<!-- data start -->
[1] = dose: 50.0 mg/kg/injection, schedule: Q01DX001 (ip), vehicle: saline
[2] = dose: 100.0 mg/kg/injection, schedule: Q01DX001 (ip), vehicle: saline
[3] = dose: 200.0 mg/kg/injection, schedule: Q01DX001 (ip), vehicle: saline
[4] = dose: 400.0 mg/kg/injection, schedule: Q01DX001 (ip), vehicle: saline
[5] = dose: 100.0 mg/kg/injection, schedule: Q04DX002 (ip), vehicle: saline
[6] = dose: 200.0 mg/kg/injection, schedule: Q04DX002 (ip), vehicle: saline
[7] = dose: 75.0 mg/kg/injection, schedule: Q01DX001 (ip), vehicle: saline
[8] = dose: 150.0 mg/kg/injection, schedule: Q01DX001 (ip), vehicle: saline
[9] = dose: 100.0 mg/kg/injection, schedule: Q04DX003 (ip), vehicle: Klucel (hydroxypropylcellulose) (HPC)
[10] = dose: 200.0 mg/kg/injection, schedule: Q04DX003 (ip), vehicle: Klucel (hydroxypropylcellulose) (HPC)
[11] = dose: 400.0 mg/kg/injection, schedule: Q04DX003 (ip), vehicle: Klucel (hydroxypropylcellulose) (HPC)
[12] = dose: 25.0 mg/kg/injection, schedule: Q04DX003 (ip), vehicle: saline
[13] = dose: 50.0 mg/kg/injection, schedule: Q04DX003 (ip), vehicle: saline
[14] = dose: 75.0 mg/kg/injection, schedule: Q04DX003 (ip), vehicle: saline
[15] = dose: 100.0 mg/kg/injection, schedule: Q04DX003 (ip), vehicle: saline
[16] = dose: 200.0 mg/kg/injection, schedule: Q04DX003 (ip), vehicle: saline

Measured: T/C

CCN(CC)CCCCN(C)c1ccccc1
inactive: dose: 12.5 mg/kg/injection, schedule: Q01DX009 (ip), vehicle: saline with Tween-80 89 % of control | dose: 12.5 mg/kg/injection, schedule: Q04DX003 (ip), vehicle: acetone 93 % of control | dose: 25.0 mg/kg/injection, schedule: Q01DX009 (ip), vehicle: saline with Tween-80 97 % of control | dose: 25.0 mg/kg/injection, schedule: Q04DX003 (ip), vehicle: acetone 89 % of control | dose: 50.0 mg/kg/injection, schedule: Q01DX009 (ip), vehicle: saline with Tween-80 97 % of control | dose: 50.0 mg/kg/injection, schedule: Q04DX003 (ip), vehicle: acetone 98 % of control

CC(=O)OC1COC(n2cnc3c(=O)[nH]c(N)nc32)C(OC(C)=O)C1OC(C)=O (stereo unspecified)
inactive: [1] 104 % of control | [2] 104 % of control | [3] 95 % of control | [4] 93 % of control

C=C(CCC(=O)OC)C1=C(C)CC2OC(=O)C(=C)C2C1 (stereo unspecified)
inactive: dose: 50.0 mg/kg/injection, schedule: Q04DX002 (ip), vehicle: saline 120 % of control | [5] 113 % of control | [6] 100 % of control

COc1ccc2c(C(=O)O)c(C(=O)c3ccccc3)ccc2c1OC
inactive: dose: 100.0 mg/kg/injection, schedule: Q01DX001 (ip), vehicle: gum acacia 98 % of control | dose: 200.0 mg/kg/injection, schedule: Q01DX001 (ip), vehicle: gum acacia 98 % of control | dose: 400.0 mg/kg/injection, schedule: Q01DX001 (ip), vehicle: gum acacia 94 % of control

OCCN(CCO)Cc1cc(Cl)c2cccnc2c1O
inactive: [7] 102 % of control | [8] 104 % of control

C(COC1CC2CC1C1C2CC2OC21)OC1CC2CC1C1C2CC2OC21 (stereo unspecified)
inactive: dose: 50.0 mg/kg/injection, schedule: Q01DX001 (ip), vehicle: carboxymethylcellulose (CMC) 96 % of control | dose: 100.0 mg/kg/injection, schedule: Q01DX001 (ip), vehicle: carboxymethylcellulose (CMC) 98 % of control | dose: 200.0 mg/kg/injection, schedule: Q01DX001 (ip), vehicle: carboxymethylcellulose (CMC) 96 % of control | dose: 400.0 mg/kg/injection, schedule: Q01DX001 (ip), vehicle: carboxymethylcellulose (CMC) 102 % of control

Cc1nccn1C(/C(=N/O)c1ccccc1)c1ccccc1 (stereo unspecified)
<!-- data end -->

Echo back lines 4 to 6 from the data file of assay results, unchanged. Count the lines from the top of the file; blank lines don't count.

[4] = dose: 400.0 mg/kg/injection, schedule: Q01DX001 (ip), vehicle: saline
[5] = dose: 100.0 mg/kg/injection, schedule: Q04DX002 (ip), vehicle: saline
[6] = dose: 200.0 mg/kg/injection, schedule: Q04DX002 (ip), vehicle: saline